Mongolia Agriculture and Fishing Overview


Livestock management is traditionally Mongolia’s most important industry and employs about half the population. Sheep, goats, cows, horses, camels and yaks are the most common domestic animals. Many shepherd families live as nomads and are outside the monetary economy.

  • CountryAAH: Comprehensive import regulations of Mongolia. Covers import prohibitions and special documentation requirements for a list of prohibited items.

Four-fifths of the land can be used as pasture. Excessive grazing, especially of goats whose cloves also tear up the grass roots, however, destroys the soil and reduces grazing areas.

In the 1950s, the livestock managers were forced to join together in jointly owned collectives and the shepherds were then paid monthly by the collectives. The collectivization meant that the livestock population did not increase despite the population doubling in three decades. During democratization in 1990 private ownership was again allowed and thereafter the number of animals increased. For Mongolia defense and foreign policy, please check recipesinthebox.

During the transition from socialist planning economics to market economics in the 1990s, a number of industries were eliminated and many Mongols were forced to return to livestock management. As a result, agriculture’s share of gross domestic product (GDP) increased sharply. The stock of livestock has grown to include 40 million animals in 2012. It had then recovered after several difficult periods of recovery due to harsh winters, severe drought, floods and foot-and-mouth disease.

During the 2000s, the number of cattle families has decreased. Above all, it is young men who have chosen other means of livelihood.

From livestock management comes the most economically important agricultural product: the expensive cashmere wool. It comes from the cashmere goat and is combed by the animals when they fall in the spring. Mongolia is, after China, the world’s largest producer of cashmere wool. Most wool is exported unprocessed.

Only one percent of the land area is cultivated. Water is scarce in Mongolia and the growing season is short. Wheat, potatoes and vegetables are the most important crops.

Agriculture on a larger scale was first introduced during the communist era (1924-1990) and then in the form of large state-owned farms. When production was at its peak in the mid-1980s, the country was self-sufficient with grain. Thereafter, the harvest declined for climate reasons and because self-sufficient farmers could not afford to make investments. Mongolia has therefore become dependent on food aid from outside. However, over the past ten years, agricultural production has increased sharply, nearly quadrupling between 2002 and 2012.

Some fishing is carried out in the lakes, but the industry has no major economic significance for the country.

However, Mongolia has significant forestry and exports a lot of wood products.


Agriculture’s share of GDP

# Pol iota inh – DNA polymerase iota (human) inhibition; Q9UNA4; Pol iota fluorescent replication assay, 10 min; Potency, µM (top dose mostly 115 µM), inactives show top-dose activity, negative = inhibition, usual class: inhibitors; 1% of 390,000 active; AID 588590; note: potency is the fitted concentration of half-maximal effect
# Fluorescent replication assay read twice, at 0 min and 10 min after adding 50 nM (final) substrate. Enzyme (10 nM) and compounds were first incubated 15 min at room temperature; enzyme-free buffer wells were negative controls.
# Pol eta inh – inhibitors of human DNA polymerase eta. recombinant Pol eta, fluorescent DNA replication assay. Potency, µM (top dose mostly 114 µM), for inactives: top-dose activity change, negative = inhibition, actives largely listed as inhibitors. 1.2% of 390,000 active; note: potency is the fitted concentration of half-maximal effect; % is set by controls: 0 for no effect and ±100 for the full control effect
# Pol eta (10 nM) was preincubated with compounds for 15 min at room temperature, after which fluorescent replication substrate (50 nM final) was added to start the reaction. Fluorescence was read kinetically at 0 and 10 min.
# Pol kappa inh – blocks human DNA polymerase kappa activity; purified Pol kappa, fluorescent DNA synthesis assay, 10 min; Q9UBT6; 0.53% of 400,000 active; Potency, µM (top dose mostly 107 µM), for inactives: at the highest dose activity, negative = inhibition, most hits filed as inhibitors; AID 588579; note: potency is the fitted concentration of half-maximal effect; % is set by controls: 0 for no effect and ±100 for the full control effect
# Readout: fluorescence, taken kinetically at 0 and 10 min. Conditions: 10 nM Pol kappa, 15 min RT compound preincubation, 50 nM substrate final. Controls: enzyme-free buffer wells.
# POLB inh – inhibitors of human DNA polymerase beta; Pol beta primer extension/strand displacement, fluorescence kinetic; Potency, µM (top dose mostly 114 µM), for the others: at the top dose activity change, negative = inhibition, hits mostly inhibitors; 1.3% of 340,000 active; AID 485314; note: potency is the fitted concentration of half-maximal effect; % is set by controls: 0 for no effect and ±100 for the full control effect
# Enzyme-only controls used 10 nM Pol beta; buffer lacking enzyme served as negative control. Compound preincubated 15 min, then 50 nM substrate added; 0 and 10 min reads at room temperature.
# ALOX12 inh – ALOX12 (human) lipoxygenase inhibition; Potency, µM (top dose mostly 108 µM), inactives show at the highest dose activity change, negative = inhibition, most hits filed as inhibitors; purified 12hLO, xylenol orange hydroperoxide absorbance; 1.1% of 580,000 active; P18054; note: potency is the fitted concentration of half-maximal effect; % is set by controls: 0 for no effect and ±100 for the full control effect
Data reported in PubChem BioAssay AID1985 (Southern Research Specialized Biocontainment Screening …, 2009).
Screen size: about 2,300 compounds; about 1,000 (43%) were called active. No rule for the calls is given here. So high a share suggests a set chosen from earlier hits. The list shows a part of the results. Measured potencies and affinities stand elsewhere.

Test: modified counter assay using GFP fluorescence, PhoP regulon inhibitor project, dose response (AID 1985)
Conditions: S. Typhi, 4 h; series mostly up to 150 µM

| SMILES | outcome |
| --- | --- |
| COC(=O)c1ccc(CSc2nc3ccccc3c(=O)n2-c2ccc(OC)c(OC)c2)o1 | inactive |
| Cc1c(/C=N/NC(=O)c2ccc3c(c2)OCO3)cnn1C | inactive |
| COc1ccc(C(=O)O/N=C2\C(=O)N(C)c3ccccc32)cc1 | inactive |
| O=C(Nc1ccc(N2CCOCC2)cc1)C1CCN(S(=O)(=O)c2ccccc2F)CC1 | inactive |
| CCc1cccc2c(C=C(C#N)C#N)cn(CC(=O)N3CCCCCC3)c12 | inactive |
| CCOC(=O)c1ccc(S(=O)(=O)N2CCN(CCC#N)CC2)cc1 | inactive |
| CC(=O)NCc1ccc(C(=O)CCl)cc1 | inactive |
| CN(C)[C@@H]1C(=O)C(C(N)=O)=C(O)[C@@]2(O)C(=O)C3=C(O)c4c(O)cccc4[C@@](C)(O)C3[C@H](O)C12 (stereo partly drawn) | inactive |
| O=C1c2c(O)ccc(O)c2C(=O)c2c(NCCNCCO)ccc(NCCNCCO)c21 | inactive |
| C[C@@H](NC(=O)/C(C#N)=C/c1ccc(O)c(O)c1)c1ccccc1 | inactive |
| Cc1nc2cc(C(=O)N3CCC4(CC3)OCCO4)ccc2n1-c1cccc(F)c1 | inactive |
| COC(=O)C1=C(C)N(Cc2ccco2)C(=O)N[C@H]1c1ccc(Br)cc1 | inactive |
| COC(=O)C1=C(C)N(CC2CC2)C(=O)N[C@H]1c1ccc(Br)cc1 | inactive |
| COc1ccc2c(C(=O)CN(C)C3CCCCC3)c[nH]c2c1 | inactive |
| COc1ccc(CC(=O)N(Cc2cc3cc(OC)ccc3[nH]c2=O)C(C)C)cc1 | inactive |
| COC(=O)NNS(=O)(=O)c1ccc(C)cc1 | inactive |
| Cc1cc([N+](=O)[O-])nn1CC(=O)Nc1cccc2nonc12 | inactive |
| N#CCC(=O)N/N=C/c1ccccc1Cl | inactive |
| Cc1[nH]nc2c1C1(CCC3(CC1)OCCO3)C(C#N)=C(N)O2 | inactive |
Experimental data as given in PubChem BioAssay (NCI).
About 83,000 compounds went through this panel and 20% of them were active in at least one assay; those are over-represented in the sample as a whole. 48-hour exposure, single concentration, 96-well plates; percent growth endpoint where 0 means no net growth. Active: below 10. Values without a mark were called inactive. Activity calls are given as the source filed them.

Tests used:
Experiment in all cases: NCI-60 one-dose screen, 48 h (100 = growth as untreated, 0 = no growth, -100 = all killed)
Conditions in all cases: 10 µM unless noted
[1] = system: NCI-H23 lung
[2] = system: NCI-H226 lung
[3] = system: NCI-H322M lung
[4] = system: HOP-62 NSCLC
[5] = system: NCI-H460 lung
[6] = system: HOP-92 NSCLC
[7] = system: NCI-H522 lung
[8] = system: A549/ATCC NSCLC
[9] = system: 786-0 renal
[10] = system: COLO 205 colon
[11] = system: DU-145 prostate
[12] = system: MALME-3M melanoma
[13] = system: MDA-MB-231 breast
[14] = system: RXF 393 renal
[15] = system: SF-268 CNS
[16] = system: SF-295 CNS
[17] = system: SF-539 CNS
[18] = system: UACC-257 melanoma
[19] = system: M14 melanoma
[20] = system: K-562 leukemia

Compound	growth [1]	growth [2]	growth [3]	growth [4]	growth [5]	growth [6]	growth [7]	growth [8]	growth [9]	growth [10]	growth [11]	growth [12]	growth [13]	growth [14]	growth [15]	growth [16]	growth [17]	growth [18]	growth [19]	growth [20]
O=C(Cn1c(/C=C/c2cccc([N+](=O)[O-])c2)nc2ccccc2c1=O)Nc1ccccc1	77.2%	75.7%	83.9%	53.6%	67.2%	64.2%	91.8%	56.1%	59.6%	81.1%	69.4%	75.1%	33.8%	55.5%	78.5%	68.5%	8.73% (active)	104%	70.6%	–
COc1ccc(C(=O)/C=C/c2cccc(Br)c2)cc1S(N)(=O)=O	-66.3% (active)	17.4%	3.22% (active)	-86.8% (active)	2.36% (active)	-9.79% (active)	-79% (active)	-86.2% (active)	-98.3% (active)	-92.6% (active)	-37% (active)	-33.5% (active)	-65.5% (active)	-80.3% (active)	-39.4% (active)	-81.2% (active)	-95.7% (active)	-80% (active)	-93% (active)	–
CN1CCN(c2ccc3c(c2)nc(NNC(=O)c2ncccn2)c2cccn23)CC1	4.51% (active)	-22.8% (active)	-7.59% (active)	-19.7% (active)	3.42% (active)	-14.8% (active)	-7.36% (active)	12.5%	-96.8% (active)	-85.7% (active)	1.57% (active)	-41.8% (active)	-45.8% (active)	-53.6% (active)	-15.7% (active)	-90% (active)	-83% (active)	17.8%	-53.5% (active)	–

10.9 percent (2018)

Percentage of land used for agriculture

71.5 percent (2016)

  • Offers how the 3-letter acronym of MNG stands for the state of Mongolia in geography.



Demonstrations for the environment

Demonstrations against environmental degradation as a result of the expanding mining industry are being held outside Parliament. The protesters try to get into the parliament building, they are stopped by guards and gunfire occurs.


Enchbajar is pardoned

Imprisoned President Enchbajar is released after pardoning the incumbent president. Enchbajar is in poor health following a hunger strike and taken to hospital in South Korea.


First copper load completed

The first load of copper from the Ojuu Tolgoj mine is shipped to China, four years after work on constructing the mine began.

Public President installation

The presidential installation is being held for the first time in a public place at the Genghis Khan statue at Süchbaatar Square in Ulan Bator. The square was renamed shortly afterwards to Djingi’s Khan Square.


The president is re-elected

At the June 26 presidential election, incumbent President Elbegdorzj will be re-elected in the first round of elections, receiving 50.2 percent of the vote. His challenger Badmaanjambuugijn Bat-Erdene from MPP receives 42 percent of the vote, while former Health Minister Natsagijn Udval for MPRP receives 6.5 percent. The turnout is about 66.5 percent.


Cooperation agreement with the EU

A cooperation agreement between the EU and Mongolia is signed in conjunction with Mongolia hosting an international ministerial meeting.

The Supreme Legal Council is reorganized

President Tsachiagijn Elbegdorzj introduces a change in the composition of the country’s highest legal council through decree. Instead of being made up of, among others, the Chief Judge of the Supreme Court, the Prosecutor General and the Minister of Justice, the Council shall consist of three members and a chairman nominated by a legal association.


The President is forced to step down

The Speaker of Parliament and the former Minister of Finance (2008–2012), Sangajavyn Bajartsogt, resign after it was revealed that he was the owner of an offshore company and held a secret account in a Swiss bank. In Parliament, a broad majority votes for his departure.


Proposed monitoring is approved

The government approves the introduction of a unified system to monitor the use of the internet and mobile phones. A register of users should also be created.

Mongolia Agriculture and Fishing